Sian cop found guilty of gross misconduct
Updated 9:28pm Wednesday 22nd January 2014 in By Scott D'Arcy
DETECTIVE Superintendent Steve Fulcher, who led the Sian O'Callaghan murder investigation, has been found guilty of gross misconduct, the Adver understands.
DSI Fulcher faced three allegations of gross misconduct over alleged breaches of force policy and the Police and Criminal Evidence Act.
Today he was reportedly found guilty of gross misconduct on two of the three charges but the sanction has yet to be decided.
A spokesman for Wiltshire Police said: "Wiltshire Police will not be in a position to comment on the Formal Conduct Hearing of Detective Superintendent Steve Fulcher until this process concludes.
"It is likely that the hearing will conclude tomorrow."
Last year, the Independent Police Complaints Commission found DSI Fulcher had a case to answer to over breaches of the Police and Criminal Evidence Act while interviewing Sian’s killer Chris Halliwell at Barbury Castle and later in Uffington.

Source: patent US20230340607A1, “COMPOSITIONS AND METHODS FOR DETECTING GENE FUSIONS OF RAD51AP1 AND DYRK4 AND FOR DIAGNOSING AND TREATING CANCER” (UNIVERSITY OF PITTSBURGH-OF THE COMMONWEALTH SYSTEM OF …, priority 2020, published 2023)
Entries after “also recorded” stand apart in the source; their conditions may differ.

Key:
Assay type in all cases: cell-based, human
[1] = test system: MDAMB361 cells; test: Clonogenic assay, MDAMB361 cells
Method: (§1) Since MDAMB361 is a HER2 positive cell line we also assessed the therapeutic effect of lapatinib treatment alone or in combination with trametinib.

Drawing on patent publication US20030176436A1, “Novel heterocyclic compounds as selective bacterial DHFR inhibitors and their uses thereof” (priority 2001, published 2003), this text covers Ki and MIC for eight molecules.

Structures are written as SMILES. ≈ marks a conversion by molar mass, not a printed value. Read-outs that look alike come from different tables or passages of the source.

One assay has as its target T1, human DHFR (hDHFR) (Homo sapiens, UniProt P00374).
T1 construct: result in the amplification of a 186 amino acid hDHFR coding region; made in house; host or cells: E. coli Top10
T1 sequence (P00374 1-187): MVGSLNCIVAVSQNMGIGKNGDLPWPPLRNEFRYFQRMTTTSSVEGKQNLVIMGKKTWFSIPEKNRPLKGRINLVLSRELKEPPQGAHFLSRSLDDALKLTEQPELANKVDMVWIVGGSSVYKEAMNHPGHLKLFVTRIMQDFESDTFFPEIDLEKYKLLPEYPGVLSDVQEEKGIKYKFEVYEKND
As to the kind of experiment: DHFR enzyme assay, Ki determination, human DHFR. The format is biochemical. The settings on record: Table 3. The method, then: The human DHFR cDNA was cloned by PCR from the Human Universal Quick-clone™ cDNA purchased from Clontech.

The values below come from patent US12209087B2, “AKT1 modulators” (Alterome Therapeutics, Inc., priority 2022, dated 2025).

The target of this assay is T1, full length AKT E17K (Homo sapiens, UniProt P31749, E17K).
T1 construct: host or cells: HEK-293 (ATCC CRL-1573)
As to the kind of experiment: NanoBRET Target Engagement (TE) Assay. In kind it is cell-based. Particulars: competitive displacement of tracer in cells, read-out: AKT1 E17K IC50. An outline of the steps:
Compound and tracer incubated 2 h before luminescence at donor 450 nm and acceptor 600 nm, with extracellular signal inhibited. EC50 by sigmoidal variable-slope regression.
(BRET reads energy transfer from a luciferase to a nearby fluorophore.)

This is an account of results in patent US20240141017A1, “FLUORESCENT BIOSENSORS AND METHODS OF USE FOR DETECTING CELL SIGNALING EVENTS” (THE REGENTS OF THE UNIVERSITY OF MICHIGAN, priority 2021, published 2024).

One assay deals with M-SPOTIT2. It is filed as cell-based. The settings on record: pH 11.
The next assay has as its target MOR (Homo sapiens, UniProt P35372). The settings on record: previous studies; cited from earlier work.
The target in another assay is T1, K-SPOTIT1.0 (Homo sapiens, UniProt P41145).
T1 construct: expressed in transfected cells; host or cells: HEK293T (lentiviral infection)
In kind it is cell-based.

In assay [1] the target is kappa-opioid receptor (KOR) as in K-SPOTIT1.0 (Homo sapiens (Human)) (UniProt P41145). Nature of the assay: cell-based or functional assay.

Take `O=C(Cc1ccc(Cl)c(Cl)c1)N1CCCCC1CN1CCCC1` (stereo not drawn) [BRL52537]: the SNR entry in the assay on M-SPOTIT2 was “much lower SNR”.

DSI Fulcher was found by the IPCC’s investigation to have three counts of gross misconduct to answer to in relation to breaching the Police and Criminal Evidence Act and for going against the force’s media policy and guidance.
The detective’s actions led to vital evidence against Chris Halliwell for Becky’s murder being ruled inadmissible by a High Court judge, which was the subject of Becky’s dad John Godden’s complaint to the police watchdog.
Becky Godden-Edwards’ body was found in a field in Eastleach shortly after Sian’s was discovered at Uffington, but his confessions were inadmissible due to breaches of the PACE code.
Halliwell, 49, of Ashbury Avenue, Nythe, was jailed for life for Sian’s murder but the second charge for Becky’s murder was withdrawn due to a subsequent lack of evidence.
The conduct panel, made up of a chief constable and chief superintendent from other forces and an independent member of the public, will be tasked with deciding whether or not DSI Fulcher committed gross misconduct in relation to the case.
The panel was directed to be heard in private by the Independent Police Complaints Commission, and Wiltshire Police advised the media to stay away during the hearing.